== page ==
Lakewood Ranch Estate Planning Attorney




Regardless of the amount of your wealth, it is important to have a Florida estate plan in place in case of incapacity and to handle distribution of your assets at death.  Every Lakewood Ranch, Bradenton and Sarasota Florida resident has an estate (home, personal property, investments, bank accounts, and retirement accounts). A Florida estate plan can assist in the following areas: (i) avoiding having the state of Florida determine to whom your Florida estate will descend; (ii) Name a guardian for your children; (iii) Outline personal preferences and desires; (iv) Provide for heirs with special needs; and (v) Plan for incapacity (by avoiding guardianship proceedings). 

A key aspect of estate planning in Manatee County Florida (Lakewood Ranch, River Club, University Park, Bradenton, Braden River, Palmetto, Ellenton, Parish, ..) is appointing a person whom you trust to act on your behalf in financial and medical matters when you are unable to act on your own behalf (due to illness or disability). 

Even Lakewood Ranch Florida residents with modest wealth should consider the creation of a Florida Revocable Trust to achieve his or her ultimate disposition and goals. A Florida Revocable Trust can safeguard assets should you no longer be able to handle your affairs, provide for children from a previous marriage, hold money for minors (ensuring they can't spend it all the minute they reach majority or receive it); prevent funds from being eroded by spendthrift family members; and protect your assets should guardianship proceedings be commenced against you. A Florida trust can also protect assets from creditors and former spouses, whether yours or those of your heirs.

Our goal is to help you preserve your Manatee County Florida assets for the benefit of your heirs, at the lowest possible estate tax rate, and protect them from creditor claims. When beginning the Florida estate planning process there is no substitute for highly qualified and experienced Florida legal guidance. We take the time to get to know you and help you define your goals so that we can advise you of the Florida estate planning strategies best suited to achieve your goals. At a minimum, every Lakewood Ranch FL resident should have these primary estate planning documents:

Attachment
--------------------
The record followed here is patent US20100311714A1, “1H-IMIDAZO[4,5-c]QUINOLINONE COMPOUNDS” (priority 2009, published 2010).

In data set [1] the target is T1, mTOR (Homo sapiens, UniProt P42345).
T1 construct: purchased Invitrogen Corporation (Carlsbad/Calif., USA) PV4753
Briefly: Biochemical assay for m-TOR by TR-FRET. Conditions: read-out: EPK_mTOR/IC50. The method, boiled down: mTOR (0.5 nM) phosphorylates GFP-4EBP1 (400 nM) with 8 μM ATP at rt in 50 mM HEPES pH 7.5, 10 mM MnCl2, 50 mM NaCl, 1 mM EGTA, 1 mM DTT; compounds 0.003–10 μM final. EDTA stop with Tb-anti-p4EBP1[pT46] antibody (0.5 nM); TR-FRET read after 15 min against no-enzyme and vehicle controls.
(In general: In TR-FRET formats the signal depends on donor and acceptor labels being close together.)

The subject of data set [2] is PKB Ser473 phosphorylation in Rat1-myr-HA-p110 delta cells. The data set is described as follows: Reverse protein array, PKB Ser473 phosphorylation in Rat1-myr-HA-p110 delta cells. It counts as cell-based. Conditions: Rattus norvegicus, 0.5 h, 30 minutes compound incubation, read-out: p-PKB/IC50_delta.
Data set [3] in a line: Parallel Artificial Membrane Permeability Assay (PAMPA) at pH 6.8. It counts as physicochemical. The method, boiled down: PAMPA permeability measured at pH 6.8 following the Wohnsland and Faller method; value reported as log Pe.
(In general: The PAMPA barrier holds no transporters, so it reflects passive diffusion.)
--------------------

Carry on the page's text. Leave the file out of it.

Last Will & Testament: a legal document in which you express your wishes as to how your estate (assets, accounts, real estate, etc.) is to be distributed at your death, and nominates the individual(s) or entity to manage the estate until its final distribution.

Power of Attorney: a written document in which you give another individual (they can reside anywhere) the power to act in your place in managing your assets, pay bills, handle insurance claims, sell real estate, file a tax return, to make gifts, create revocable trusts, invest assets and do anything you can do with your assets personally. You may name one or more agents under a power of attorney, and direct that one may act alone without the other, or that they must act jointly. You can also point a successor agent to act in the event the first person(s) you’ve named cannot act. A “durable” power of attorney does not become inoperative upon your incapacity.  However, upon your death it is no longer effective.

Health Care Surrogate Directive:​ a written instrument in which you appoint someone you trust to make decisions about your medical treatment in the event you are unable to give instructions at the time the decisions must be made (ex., you are in a coma). The creation of a Health Care Surrogate is a vital part of every estate plan and involves the following responsibilities on your behalf: approving medical treatments, medications, diagnostic tests; requesting and approving the release of medical records; determining where medical treatment will be provided (hospital, rehab facility, nursing home, Hospice, etc.); obtaining a second medical opinion; handling insurance carriers and claims; and most importantly communicating with family members. To be an effective Health are Surrogate the appointee should become familiar with your specific values (religious and spiritual), medical history, end-of-life desires and legal documents.  

Living Will: a document in which you state your wishes regarding medical treatment if you are unable to give instructions at the time the decisions for medical treatment need to be made.  The living will can include instructions about the termination of life support and artificial nutrition and hydration (i.e., food & water intravenously).  

Pre-Need Guardian Declaration: a document that specifically nominates the individual(s) to serve on your behalf if it is necessary to appoint a guardian for you. A Florida Court must consider the individual(s) nominated if he/she is capable of serving.

Without a power of attorney and health care surrogate in place your family will have to commence guardianship proceedings (petition the court to step in on your behalf) to make these decisions on your behalf. Guardianship proceedings is a very public process and makes the world aware that your family thinks you can’t take care of your own finances or medical decisions.